According to the Sky Catalog 2000, M29 is included in the Cygnus OB1 association, and approaching us at 28 km/s. Its age is estimated at 10 million years, as its five hottest stars are all giants of spectral class B0. The Night Sky Observer's Guide gives the apparent brightness of the brightest star as 8.59 visual magnitudes. The absolute magnitude may be an impressive -8.2 mag, or a luminosity of 160,000 Suns. The linear diameter was estimated at only 11 light years. Its Trumpler class is III,3,p,n (as it is associated with nebulosity), although Götz gives, differently, II,3,m, and Kepple/Sanner gives I,2,m,n. The Sky Catalogue 2000.0 lists it with 50 member stars; earlier Becvar gave only the number of 20 members.

This cluster can be seen in binoculars. In telescopes, lowest powers are best. The brightest stars of M29 form a "stubby dipper", as Mallas says it. The four brightest stars form a quadrilateral, and another three, a triangle north of them. It is often known as the "cooling tower" due to its resemblance to the hyperboloid-shaped structures. A few fainter stars are around them, but the cluster appears quite isolated, especially in smaller telescopes. In photographs, a large number of very faint Milky Way background stars shows up.

M29 can be found quite easily as it is about 1.7 degrees South and little East of Gamma or 37 Cygni (Sadr). In the vicinity of M29, there is some diffuse nebulosity which can be detected in photographs."


Join the Society for the History of Astronomy(SHA) - 24th September 2016

The Autumn edition of the SHA Bulletin is about to be delivered. Don't miss out on this issue which is now in full colour.


Messier 31 from New Mexico - 24th September 2016

I used telescope T14 with a photometric V filter to take an image of M31. This is a snip of the low res preview image. I also took FITS and TIFF images yet to be processed. A 180 second exposure.

From Wikipedia about M31:


The Andromeda Galaxy (/ænˈdrɒmdə/), also known as Messier 31M31, or NGC 224, is a spiral galaxy approximately 780 kiloparsecs (2.5 million light-years) from Earth.[4] It is the nearest major galaxy to the Milky Way and was often referred to as the Great Andromeda Nebula in older texts. It received its name from the area of the sky in which it appears, the constellation of Andromeda, which was named after the mythological princess Andromeda.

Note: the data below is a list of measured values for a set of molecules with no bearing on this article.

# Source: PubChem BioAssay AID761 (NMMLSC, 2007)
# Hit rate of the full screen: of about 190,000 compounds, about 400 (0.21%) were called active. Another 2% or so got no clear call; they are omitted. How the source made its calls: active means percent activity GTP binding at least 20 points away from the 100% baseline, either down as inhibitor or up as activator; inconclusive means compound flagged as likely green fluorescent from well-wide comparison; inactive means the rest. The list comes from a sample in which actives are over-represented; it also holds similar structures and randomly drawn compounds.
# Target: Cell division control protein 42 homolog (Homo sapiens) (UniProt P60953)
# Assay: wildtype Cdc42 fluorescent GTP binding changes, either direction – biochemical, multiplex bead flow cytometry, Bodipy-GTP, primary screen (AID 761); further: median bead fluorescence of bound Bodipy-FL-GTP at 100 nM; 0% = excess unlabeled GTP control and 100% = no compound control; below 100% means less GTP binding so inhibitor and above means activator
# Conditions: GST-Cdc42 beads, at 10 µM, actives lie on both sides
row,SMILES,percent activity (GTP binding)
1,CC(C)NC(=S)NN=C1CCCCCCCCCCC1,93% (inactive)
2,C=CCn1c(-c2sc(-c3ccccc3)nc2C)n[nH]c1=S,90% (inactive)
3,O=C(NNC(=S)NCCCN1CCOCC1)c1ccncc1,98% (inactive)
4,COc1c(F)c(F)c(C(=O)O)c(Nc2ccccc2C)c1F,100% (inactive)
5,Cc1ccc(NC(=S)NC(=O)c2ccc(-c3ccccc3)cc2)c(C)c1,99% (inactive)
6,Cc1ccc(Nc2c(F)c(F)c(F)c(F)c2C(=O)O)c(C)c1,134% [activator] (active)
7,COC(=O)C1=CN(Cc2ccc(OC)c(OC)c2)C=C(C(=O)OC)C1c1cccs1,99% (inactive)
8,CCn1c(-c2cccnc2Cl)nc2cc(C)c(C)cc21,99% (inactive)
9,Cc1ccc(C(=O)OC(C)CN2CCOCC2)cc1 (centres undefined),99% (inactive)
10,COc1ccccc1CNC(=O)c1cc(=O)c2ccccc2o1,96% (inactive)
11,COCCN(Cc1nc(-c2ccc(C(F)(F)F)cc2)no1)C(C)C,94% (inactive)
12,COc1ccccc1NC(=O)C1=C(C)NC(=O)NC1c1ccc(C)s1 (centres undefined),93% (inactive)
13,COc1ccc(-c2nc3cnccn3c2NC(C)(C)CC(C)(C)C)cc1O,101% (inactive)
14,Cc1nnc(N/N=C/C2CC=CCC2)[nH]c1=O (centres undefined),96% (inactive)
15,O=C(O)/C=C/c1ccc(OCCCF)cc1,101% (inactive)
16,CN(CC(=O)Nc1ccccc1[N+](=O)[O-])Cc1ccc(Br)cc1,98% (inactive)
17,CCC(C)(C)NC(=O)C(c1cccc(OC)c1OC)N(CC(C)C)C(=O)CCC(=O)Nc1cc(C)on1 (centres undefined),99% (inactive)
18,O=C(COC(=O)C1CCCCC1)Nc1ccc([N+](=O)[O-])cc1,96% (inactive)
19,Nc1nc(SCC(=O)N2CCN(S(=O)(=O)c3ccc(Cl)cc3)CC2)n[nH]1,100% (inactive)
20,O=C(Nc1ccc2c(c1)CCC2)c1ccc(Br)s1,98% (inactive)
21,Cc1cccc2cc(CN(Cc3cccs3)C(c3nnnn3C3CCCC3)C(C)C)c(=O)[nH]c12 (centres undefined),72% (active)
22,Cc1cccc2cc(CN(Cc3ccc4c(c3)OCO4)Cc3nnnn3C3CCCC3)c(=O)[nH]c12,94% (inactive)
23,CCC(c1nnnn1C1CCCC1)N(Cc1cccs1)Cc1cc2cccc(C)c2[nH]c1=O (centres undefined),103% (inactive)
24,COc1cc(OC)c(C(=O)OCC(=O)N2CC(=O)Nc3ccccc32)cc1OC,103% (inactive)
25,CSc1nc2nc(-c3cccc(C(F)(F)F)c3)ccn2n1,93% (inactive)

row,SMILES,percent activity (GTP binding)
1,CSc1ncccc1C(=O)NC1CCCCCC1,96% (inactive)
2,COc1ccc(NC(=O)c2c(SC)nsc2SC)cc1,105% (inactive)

Being approximately 220,000 light years across, Andromeda is the largest galaxy of the Local Group, which also contains the Milky Way, theTriangulum Galaxy, and about 44 other smaller galaxies. Despite earlier findings that suggested that the Milky Way contains more dark matterand could be the largest in the grouping,[12] the 2006 observations by the Spitzer Space Telescope revealed that Andromeda contains one trillion (1012) stars:[9] at least twice the number of stars in the Milky Way, which is estimated to be 200–400 billion.[13]

The mass of the Andromeda Galaxy is estimated to be 1.5×1012 solar masses,[7] while the Milky Way is estimated to be 8.5×1011 solar masses. In comparison, a 2009 study estimated that the Milky Way and M31 are about equal in mass,[14] while a 2006 study approximated the mass of the Milky Way at 80% of the mass of the Andromeda Galaxy. The Milky Way and Andromeda are expected to collide in 3.75 billion years, eventually merging to form a giant elliptical galaxy [15] or perhaps a large disc galaxy.[16] The apparent magnitude of the Andromeda Galaxy, at 3.4, is among the brightest of the Messier objects,[17] making it visible to the naked eye on moonless nights, even when viewed from areas with moderate light pollution."


Messier 33 from New Mexico - Saturday 24th September 2016

I used the 6 inch refractor with a single shot colour camera to image M33 a moment ago. (300 seconds)

This is the preview image.